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Say goodbye to desktop phones

John Cox | July 16, 2014
Insurer leverages VoIP client software, 11ac Wi-Fi for "complete mobility".

Second is the 11ac WLAN, with a design to support its new role as a mission critical network. "We built out the WLAN as if it were cable," says Henderson. "We emphasized redundancy, performance and operational measurements, and a big investment in the [RF] site survey." (AFA worked with an Aruba systems integration partner, Sigma Solutions, headquartered in San Antonio, with two offices in Oklahoma.)

This type of network adds access points liberally. "We added access points so we'd have overlapping coverage," says Henderson. Each Aruba AP 225 access point — dual-radio, three spatial streams, maximum data rate of 1.3Gbps - has two gigabit Ethernet ports, each cabled to a separate distribution switch, which in turn are each homed to a separate network core. The gigabit backhaul anticipates video conferencing traffic but also bandwidth-intensive applications such as re-imaging a laptop over the air. There are multiple, redundant Aruba WLAN controllers.

The WLAN environment is complicated by the fact that part of the building is occupied by another corporate tenant for several more years. Access point power levels and channel planning, and authentication and security, had to take into account that company's separate WLAN.

Aruba's AirWave WLAN management application provides a wealth of real-time data about the network's performance and health, including interference sources. The AP 225 can monitor the RF environment, feeding data to AirWave. Aruba's ClearPass handles network access control, security, guest access and other authentication services. For mobile device management, AFA uses software from AirWatch, a mobility management applications vendor.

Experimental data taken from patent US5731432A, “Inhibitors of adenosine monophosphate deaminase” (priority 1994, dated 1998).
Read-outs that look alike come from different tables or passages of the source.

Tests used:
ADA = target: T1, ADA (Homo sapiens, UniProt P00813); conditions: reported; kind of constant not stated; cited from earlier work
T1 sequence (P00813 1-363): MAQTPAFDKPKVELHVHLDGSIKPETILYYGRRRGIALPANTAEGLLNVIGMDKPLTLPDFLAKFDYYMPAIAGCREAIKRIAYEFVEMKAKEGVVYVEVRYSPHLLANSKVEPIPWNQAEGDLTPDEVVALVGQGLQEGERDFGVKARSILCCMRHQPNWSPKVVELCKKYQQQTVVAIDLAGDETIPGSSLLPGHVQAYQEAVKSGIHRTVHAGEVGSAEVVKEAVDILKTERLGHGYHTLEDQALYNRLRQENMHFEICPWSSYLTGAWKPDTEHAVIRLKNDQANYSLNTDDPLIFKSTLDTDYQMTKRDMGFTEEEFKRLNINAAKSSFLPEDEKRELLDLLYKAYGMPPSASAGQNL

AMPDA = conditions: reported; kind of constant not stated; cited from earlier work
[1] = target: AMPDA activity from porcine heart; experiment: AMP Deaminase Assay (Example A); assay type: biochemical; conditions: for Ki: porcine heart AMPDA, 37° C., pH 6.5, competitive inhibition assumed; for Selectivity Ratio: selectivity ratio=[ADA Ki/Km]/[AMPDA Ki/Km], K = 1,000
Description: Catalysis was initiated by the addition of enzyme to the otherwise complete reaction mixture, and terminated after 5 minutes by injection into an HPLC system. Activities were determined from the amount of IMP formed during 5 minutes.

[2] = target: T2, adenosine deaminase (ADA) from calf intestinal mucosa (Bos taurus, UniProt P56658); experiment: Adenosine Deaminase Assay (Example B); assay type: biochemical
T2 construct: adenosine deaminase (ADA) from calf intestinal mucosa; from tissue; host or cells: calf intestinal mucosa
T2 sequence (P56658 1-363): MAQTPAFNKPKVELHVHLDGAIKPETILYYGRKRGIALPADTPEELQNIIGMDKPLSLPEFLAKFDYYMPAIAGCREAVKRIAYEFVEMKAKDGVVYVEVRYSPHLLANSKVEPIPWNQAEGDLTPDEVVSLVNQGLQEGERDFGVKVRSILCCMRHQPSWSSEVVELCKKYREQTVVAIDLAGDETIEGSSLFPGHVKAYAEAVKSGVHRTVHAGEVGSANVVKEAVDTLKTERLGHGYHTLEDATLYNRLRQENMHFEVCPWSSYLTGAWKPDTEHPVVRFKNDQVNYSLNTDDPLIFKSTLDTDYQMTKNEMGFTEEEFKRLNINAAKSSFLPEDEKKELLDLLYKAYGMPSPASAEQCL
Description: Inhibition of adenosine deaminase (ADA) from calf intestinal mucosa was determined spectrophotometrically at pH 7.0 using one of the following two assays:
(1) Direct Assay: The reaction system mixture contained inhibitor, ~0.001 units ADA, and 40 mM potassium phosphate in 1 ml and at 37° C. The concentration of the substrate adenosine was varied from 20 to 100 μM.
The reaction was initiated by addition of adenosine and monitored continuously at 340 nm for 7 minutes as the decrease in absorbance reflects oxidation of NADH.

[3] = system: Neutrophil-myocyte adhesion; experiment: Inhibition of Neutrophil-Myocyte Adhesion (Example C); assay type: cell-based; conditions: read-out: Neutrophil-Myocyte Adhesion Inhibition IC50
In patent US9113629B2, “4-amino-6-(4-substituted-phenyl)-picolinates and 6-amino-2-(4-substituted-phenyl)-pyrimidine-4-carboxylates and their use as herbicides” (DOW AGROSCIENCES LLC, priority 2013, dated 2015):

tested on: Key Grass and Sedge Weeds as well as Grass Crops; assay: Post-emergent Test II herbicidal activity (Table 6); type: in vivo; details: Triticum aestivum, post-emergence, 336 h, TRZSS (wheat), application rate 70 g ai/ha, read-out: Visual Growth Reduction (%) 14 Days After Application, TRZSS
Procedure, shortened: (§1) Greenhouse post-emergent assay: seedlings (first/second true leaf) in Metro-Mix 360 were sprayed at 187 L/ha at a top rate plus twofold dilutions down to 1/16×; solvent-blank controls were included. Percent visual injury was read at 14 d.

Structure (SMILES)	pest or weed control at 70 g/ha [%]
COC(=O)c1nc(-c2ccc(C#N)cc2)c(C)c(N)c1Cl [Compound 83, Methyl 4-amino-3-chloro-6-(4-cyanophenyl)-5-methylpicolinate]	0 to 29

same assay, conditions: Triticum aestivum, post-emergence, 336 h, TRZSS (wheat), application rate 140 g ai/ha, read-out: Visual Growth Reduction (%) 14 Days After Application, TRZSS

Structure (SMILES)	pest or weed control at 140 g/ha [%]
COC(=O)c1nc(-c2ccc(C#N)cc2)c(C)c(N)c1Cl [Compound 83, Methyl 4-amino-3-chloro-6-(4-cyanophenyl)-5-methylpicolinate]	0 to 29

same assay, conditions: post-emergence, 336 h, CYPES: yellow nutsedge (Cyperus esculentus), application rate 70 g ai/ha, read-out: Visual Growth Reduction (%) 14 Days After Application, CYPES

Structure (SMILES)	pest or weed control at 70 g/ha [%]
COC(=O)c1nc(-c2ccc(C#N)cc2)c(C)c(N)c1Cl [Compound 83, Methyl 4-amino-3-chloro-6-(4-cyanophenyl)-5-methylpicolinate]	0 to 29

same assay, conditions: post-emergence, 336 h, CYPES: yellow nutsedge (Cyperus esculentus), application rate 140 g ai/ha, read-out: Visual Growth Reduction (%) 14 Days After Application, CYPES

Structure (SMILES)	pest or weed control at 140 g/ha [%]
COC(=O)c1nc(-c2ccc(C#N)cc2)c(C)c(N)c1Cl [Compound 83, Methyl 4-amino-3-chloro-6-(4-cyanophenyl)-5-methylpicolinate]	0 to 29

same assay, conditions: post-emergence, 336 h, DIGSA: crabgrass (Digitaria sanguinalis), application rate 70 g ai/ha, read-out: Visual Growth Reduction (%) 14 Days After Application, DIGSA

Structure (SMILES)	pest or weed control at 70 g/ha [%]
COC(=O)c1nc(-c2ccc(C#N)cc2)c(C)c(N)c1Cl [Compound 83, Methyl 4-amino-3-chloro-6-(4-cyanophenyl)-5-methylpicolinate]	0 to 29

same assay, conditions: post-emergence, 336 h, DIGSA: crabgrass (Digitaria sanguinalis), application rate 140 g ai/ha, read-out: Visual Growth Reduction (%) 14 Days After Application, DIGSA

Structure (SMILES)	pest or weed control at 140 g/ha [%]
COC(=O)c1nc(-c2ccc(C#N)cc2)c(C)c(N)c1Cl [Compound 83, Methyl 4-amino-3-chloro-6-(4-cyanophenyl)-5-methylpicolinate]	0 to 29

The third key technology is VoIP, enabled over wireless, via an upgrade to AFA's Microsoft Lync server, which had been an instant messaging, chat and video conferencing platform. The IT group worked closely with the various departments and business units to identify their full range of communications needs, Henderson says. Adding VoIP brought a range of PBX-like features to the Lync clients, whether Windows laptops or company-issued iPads running a Lync app. Lync also tied together Exchange Server contacts and calendaring with both voice and video conferencing. Because AFA already had a Lync enterprise license, "it was very cost effective to add voice," says Henderson.

The VoIP transformation is deceptively simple, from the end user viewpoint. "Your laptop is now your phone," says Henderson. An incoming voice call opens a window on your laptop or tablet screen, along with photo of the caller (if the caller is listed in your contacts). Users have wired or wireless headsets. Lync also shows "presence" — it can show the online status of someone you're trying to reach. It also supports, via the WLAN, location tracking for 911 calls (AFA also has some hardwired phones in the new HQ for 911 emergency calls), according to Henderson.


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